Conventional breeding with marker assisted selection succeeds where GM has failed. Report by Claire Robinson
Researchers at the Chinese University of Hong Kong (CUHK) have developed non-GM salt- and drought-tolerant soybeans using a combination of gene marker assisted selection and natural cross-breeding.
According to the university's website, "The achievement marked the culmination of two decades of collaboration between CUHK researchers and soybean breeders, as well as researchers in China, to improve soybean cultivation in adverse conditions such as drought and salinity. Through genomic analysis and cross-breeding, they have developed stress-tolerant soybeans and reclaimed abandoned land in remote areas for soybean cultivation."
A key breakthrough came when the research team, led by Prof Lam Hon-Ming, decoded the genomes of 31 wild and cultivated soybeans. They discovered that wild soybeans have more genetic biodiversity within themselves than cultivated ones, including stress-tolerance genes that have been lost during the historical process of soybean domestication. This highlighted the possibility of cross-breeding new varieties that combine the productivity and nutritional value of cultivated soybeans with the adaptability and stress tolerance of wild soybeans.
Prof Lam Hon-Ming
Using marker assisted selection, the researchers identified one gene that occurs naturally in some wild soybeans and which confers salt tolerance. GMWatch emphasises that even though just one gene was identified, this gene will operate within a context of gene families. This means that conventional breeding, which involves whole gene families, can succeed where genetic engineering, which isolates one or a few genes from their context, will fail.
From a collection of bred soybeans (resulting from artificial crossings using different parents), the researchers screened for the presence of this gene for salt tolerance and then performed selection for drought tolerance in dry regions. They worked with scientists in Gansu Province in China to develop and release three new stress-tolerance soybean cultivars. These cultivars passed provincial tests in Gansu and are now used by Gansu farmers on marginal lands.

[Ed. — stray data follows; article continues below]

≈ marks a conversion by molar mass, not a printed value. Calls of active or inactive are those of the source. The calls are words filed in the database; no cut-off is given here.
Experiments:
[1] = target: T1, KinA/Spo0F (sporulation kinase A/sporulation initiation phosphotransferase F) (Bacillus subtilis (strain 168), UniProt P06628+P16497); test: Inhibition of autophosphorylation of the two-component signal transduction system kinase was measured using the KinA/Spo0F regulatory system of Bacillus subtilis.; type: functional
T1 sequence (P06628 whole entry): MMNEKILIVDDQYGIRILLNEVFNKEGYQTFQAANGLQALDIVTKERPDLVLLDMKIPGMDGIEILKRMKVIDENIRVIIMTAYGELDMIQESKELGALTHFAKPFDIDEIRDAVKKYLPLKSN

GM unable to deliver desirable complex traits
GMWatch is not surprised that conventional breeding helped by marker assisted selection has succeeded where GM has failed in producing salt- and drought-tolerant soybeans. Conventional breeding has consistently outperformed GM in developing useful traits such as tolerance to environmental stresses. This is because these traits are genetically complex, meaning that they are the product of many genes working together. GM (including gene editing) can only manipulate one or a few genes at a time and is therefore incapable of delivering on desirable complex traits. In contrast, natural cross-breeding between different cultivars can bring together the families of genes to confer a complex trait, as is evidently so in the case of the salt- and drought-tolerant soybeans developed by the CUHK researchers.
But in spite of the successes of conventional breeding, we caution that developing crop plants with drought and salt tolerance is a band-aid approach that does not solve the wider problems of climate change and degradation of soils. Saline soils can be brought back to healthy life quickly and efficiently using agroecological methods, as shown in India following flooding from a devastating tsunami. The marginal lands which are being targeted by the new salt- and drought-tolerant soybeans could also be regenerated using these methods. These farming systems centre on incorporating organic matter into the soil – an approach that also enables soil to hold onto water and thus builds in drought tolerance.
In the meantime the new salt- and drought-tolerant soybean cultivars are no doubt a welcome advancement for farmers in regions with marginally fertile soils. And if they are grown within an agroecological farming system focusing on improving soil health, they could form part of the solution to the problems of saline soils and drought.